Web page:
Recombinant retroviruses have long been used to deliver heterologous genes to mammalian cells. Convenient packaging cell lines and vector plasmids have been distributed widely and 'home-made' retroviral vectors have now become a useful research tool in many laboratories. Compared to more traditional methods of gene transfer, retroviral vectors are extraordinarily efficient gene delivery vehicles which cause no detectable harm as they enter their target cells. In the nucleus the retroviral necleic acid becomes integrated into chromosomal DNA, ensuring its long-term persistence and stable transmission to all future progeny of the transduced cell. Up to 8 kilobases of foreign gene sequence can be packaged in a retroviral vector and this is more than enough for most gene therapy applications. Retroviral vectors can also be manufactured in large quantities to meet very stringent safety specifications. They have therefore been selected as the vectors of choice in 80% of the clinical gene therapy trials that have been approved to date, So far there have been no reported short- or long-term toxicity problems associated with their use in human gene therapy trials, now dating back to 1989. However, despite this impressive record, there is still great scope (and need) for the development of new, improved retroviral vectors and packaging systems to fuel further advances in the field of human gene therapy. In the following discussion, existing retroviral vectors are reviewed and current areas of technological development are emphasised.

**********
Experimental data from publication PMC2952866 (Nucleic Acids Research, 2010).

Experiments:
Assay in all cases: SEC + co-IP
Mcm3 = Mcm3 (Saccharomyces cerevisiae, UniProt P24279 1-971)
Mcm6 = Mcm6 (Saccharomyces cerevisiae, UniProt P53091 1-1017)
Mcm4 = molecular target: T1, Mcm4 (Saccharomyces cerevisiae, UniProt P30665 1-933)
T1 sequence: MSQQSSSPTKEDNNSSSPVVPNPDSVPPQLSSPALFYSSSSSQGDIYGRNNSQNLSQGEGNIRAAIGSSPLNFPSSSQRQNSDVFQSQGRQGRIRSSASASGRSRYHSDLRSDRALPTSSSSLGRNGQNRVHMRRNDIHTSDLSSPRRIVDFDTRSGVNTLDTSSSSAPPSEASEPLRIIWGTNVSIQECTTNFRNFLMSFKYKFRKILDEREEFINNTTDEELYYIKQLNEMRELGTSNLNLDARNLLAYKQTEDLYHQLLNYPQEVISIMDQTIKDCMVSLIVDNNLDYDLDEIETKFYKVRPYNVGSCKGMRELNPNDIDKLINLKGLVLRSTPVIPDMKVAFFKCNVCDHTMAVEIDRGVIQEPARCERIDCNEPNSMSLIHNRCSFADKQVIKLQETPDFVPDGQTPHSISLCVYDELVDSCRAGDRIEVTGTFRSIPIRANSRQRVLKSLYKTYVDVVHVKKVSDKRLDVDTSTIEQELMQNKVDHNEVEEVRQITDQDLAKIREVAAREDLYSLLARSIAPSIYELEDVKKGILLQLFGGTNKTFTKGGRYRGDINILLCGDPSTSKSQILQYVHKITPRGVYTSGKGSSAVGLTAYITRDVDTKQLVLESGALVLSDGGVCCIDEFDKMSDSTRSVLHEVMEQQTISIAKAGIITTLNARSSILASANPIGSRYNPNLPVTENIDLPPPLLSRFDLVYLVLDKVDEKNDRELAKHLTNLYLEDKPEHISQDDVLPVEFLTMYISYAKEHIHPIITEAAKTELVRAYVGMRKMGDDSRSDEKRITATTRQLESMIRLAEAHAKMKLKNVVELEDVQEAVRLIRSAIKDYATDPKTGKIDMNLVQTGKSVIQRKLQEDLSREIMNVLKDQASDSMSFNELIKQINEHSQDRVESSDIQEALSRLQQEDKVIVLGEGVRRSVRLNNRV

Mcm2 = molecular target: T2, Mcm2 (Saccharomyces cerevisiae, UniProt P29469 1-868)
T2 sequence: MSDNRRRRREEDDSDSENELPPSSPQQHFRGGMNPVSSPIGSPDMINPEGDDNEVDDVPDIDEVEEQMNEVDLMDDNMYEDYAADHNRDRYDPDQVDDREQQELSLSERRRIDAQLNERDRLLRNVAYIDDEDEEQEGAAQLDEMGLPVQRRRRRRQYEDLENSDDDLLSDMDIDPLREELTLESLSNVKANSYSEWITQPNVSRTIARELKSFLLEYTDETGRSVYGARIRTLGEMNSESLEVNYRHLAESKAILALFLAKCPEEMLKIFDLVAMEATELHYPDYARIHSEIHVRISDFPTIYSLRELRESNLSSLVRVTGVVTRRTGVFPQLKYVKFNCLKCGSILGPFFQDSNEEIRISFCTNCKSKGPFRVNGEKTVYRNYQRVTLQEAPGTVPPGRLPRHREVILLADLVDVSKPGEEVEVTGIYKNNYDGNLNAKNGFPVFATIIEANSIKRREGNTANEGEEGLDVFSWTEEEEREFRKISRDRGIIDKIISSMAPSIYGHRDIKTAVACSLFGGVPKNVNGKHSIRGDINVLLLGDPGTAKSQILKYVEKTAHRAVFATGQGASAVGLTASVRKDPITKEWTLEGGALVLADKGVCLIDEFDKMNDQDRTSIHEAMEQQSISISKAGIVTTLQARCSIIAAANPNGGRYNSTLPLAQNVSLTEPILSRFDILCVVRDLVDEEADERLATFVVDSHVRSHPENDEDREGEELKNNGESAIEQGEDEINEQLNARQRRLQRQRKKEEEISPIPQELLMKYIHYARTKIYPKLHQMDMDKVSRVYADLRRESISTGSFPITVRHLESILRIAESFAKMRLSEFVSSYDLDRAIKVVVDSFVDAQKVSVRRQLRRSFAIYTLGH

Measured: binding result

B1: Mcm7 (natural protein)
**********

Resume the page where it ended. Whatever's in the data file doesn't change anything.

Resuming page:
|Original language||English (US)|
|Number of pages||19|
|Journal||British Medical Bulletin|
|State||Published - Jan 1 1995|
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